Referring now to FIG. 8, block 200 receives control when any DOS I/O request is made. It examines the data buffer address for the request, and if that address is not in expanded memory, it transfers to block 20 to which jumps to the original DOS I/O chain to perform the original request. If the data buffer is located in expanded memory, control goes to block 204 to determine the size of the data buffer. This module solves the expanded memory - I/O buffer problem by providing its own cache buffer in main memory to temporarily hold the user data. Block 204 determines if the I/O request is for input or output. If the request is for output, block 206 builds a new output I/O request for as much data as the cache will hold, and block 208 transfers the data from the user's buffer in expanded memory to the cache before block 210 executes the new request to output the data. If the request is for input, block 212 builds a new input I/O request for as much data as the cache will hold. Block 214 executes the input request to put the data into the cache, and block 216 transfers the data from the cache to the user's buffer in expanded memory. In either case, control goes to block 218 where the length of the request is decremented by the length of the cache. Block 220 determines if all data has been transferred, and goes to block 204 if not. If all the data has been transferred, control returns to the user. In this manner, this module prevents any I/O request from actually requiring expanded memory, so no conflict exists between the user data buffer and the transient segment.
Having thus described a presently preferred embodiment of the present invention, it will now be appreciated that the objects of the invention have been fully achieved, and it will be understood by those skilled in the art that many changes in construction and circuitry and widely differing embodiments and applications of the invention will suggest themselves without departing from the spirit and scope of the present invention. The disclosures and the description herein are intended to be illustrative and are not in any sense limiting of the invention, more preferably defined in scope by the following claims.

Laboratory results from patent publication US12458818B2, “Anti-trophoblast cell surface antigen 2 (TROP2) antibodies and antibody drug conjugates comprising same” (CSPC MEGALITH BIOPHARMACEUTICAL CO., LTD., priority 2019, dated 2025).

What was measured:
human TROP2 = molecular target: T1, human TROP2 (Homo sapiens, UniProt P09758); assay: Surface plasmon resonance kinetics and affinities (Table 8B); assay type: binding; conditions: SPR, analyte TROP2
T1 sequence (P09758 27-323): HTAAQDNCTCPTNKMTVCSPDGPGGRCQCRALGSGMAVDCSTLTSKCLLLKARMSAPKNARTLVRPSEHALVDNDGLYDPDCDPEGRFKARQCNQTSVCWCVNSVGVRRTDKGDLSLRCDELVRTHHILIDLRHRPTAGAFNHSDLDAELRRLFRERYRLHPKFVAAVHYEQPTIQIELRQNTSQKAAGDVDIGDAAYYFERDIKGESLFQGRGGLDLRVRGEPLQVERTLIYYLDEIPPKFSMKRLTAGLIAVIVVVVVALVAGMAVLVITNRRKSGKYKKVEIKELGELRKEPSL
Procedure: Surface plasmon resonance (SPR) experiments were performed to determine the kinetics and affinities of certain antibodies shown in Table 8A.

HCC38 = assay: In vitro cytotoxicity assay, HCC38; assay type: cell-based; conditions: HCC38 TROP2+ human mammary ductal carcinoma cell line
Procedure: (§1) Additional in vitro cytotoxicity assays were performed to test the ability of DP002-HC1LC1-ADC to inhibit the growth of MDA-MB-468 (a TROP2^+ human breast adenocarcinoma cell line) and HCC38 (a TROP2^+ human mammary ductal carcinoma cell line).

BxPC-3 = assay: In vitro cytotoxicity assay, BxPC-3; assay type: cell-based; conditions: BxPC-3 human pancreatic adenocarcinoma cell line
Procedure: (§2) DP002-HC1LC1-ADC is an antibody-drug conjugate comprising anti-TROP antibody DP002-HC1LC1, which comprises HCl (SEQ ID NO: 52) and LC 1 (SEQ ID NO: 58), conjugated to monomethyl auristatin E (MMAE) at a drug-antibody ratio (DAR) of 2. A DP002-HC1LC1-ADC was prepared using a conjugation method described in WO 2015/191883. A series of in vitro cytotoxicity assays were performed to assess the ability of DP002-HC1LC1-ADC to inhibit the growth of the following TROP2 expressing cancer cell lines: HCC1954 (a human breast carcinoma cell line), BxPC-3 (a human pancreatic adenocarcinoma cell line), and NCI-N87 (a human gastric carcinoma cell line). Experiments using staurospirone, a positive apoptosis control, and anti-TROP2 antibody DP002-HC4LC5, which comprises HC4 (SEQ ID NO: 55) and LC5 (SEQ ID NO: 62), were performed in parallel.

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|U.S. Classification||711/2, 719/321, 713/2, 711/E12.081|
|International Classification||G06F12/06, G06F9/445|
|Cooperative Classification||G06F9/44557, G06F12/0623|
|European Classification||G06F12/06C2, G06F9/445|
|Dec 11, 1989||AS||Assignment|
Owner name: HEWLETT-PACKARD COMPANY, PALO ALTO, CA, A CORP. OF
Free format text: ASSIGNMENT OF ASSIGNORS INTEREST.;ASSIGNORS:GUNNING, MICHAEL W.;CONRAD, JAMES R.;REEL/FRAME:005224/0274
Effective date: 19890407
|Dec 13, 1995||FPAY||Fee payment|
Year of fee payment: 4
|Jan 11, 2000||REMI||Maintenance fee reminder mailed|
|Jun 18, 2000||LAPS||Lapse for failure to pay maintenance fees|
|Aug 22, 2000||FP||Expired due to failure to pay maintenance fee|
Effective date: 20000616